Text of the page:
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The Meaning of Recognition

3.83  ·  Rating details ·  59 ratings  ·  5 reviews
Literary critic, cultural commentator, TV personality, journalist, poet, political analyst, satirist and Formula One fan: Clive James is a man (and master) of many talents, and the essays collected here are testament to that fact. Whether discussing Bing Crosby, Bruno Schulz or Shakespeare, he manages to prioritize style and substance simultaneously, his tone never less th ...more
PBK, 496 pages
Published October 20th 2006 by Picador (first published September 2nd 2005)
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Aug 08, 2018 rated it really liked it
A compendium of previously published essays that was a joy to read while travelling. James writes very well but there is one problem with republished essays whose wit so often relied upon references to current events in Britain or personalities of the time. These references do not travel and do not last. Other than that, vintage James.
Leticia Supple
It seems that I have been reading this collection of essays for most of the year. And now that I am racing to the end of the year, and have a few books left to hit my target, I managed to summon the discipline to complete it.

This might sound odd, given I very often and very loudly proclaim that Clive James is one of my favourite, nay, most influential authors. But the truth is, in every prolific essay writer's life, a good proportion of his works will be on topics that you just don't
Feb 15, 2018 rated it really liked it
Shelves: proto-favourites
Funny polticial and cultural digs (his series on the 2005 UK general election is acid and insightful). I needed to read someone who doesn’t believe that everything personal is political tbf. (Larkin is a great poet and was a terrible man – why is this so difficult for people to accept? Is it just the halo effect?)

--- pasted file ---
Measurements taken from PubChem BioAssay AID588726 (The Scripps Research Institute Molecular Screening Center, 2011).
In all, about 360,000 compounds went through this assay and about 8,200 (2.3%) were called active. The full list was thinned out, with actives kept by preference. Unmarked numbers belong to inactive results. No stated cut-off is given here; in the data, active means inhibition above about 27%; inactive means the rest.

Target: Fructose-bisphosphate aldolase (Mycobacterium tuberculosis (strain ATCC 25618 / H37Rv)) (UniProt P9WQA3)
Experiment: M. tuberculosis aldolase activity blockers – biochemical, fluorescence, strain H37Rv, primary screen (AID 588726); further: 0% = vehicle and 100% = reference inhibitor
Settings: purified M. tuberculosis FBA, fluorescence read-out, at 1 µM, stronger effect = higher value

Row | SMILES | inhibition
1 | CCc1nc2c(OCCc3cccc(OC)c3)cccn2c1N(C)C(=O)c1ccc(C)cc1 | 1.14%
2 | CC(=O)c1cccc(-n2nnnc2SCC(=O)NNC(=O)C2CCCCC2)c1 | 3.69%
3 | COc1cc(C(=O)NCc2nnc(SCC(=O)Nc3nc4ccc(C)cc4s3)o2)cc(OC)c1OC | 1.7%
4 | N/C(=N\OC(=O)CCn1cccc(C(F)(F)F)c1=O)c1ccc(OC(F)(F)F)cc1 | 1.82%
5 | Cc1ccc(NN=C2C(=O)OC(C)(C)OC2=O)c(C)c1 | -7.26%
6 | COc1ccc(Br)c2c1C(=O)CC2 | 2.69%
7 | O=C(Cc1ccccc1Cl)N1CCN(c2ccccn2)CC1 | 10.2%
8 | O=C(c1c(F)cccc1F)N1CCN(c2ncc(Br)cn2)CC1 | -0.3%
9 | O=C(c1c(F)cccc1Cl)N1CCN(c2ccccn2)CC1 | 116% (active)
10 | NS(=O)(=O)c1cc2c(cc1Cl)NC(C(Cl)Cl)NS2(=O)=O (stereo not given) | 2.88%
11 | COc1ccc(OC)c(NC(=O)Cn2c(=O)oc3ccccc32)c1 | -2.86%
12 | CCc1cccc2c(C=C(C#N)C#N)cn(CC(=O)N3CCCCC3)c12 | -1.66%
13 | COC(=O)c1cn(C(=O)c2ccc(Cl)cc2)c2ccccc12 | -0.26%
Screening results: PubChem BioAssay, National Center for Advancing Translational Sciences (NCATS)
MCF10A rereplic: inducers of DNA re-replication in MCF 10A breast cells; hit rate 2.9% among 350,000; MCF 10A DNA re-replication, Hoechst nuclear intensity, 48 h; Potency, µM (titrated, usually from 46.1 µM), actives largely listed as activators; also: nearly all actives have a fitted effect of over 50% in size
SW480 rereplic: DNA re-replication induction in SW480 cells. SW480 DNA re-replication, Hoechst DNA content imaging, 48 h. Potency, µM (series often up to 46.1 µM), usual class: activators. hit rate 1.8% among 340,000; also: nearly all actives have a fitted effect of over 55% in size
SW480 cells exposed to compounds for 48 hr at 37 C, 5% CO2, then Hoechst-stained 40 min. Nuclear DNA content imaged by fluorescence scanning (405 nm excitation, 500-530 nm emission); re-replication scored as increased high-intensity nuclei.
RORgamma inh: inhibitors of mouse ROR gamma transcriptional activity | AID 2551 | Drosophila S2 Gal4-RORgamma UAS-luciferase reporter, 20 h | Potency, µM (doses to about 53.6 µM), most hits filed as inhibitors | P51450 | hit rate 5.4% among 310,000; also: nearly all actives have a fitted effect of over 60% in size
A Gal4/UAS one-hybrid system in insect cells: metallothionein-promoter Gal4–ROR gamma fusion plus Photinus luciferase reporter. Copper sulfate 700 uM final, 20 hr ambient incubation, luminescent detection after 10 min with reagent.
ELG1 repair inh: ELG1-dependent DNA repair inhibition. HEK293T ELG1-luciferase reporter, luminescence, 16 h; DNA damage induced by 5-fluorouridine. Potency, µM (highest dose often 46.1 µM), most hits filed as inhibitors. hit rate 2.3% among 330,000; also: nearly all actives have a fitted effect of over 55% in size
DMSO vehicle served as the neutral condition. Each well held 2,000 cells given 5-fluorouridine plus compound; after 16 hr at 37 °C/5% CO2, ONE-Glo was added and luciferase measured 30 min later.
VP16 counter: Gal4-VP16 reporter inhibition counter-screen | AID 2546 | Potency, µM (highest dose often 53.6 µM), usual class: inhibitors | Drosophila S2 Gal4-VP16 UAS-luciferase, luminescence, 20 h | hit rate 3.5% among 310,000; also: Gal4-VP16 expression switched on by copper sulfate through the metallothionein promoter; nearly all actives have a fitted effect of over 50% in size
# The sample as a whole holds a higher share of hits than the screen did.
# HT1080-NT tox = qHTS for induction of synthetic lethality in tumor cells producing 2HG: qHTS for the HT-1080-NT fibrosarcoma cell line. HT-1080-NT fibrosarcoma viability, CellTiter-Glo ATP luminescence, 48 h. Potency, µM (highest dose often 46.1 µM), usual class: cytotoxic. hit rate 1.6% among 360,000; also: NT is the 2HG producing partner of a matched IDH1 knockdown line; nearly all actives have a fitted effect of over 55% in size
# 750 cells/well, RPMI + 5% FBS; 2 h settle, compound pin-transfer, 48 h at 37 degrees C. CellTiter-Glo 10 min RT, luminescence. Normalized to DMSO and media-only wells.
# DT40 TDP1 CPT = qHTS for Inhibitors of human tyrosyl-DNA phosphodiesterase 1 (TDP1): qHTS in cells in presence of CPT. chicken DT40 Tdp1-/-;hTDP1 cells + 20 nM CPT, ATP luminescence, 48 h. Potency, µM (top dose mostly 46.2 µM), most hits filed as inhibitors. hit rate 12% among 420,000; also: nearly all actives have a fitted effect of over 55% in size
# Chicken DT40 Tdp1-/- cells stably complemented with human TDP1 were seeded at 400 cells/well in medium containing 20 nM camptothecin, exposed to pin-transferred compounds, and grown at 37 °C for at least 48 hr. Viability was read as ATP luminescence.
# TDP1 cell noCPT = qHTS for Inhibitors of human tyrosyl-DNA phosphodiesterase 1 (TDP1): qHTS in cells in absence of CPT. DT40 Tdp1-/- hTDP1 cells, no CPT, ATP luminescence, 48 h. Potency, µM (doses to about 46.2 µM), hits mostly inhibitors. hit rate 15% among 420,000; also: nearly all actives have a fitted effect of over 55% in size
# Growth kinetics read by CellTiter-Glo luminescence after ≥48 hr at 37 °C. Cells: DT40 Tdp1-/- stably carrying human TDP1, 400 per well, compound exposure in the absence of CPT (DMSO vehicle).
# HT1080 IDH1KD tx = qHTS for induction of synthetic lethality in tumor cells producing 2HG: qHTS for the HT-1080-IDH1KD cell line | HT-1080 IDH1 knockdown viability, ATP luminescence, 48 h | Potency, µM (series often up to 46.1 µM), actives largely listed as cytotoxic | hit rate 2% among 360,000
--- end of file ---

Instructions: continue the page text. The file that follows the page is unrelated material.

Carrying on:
His long essay on Isaiah Berlin is fantastic and contentious, and his retorts to the professional philosophers who come at him about it devastating, inspiring.
Aug 09, 2015 rated it really liked it
Shelves: essays
A series of high energy squibs going off behind the eyes. James' essays pack enormous erudition and media trivia on to the same page. He can talk about Bruno Schulz in one breath and George Bush and reality TV in the next. Entertaining, polemic, sometimes even crass and just wrong - how could the coup in Chile have improved the standard of living for the average Chilean? But always worth reading...
Jonathan Downes
Dec 26, 2014 rated it really liked it  ·  review of another edition
Good spy story, but characters are less believable

Pitched as a Le Carre style thriller, it's a good technical read on tradecraft, but I felt the main protagonists were too overwhelmingly fabulous for the story. Would have preferred more flawed and less comic book heroes.
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Librarian Note: There is more than one author in the GoodReads database with this name. See this thread for more information.

An expatriate Australian broadcast personality and author of cultural criticism, memoir, fiction, travelogue and poetry. Translator of Dante.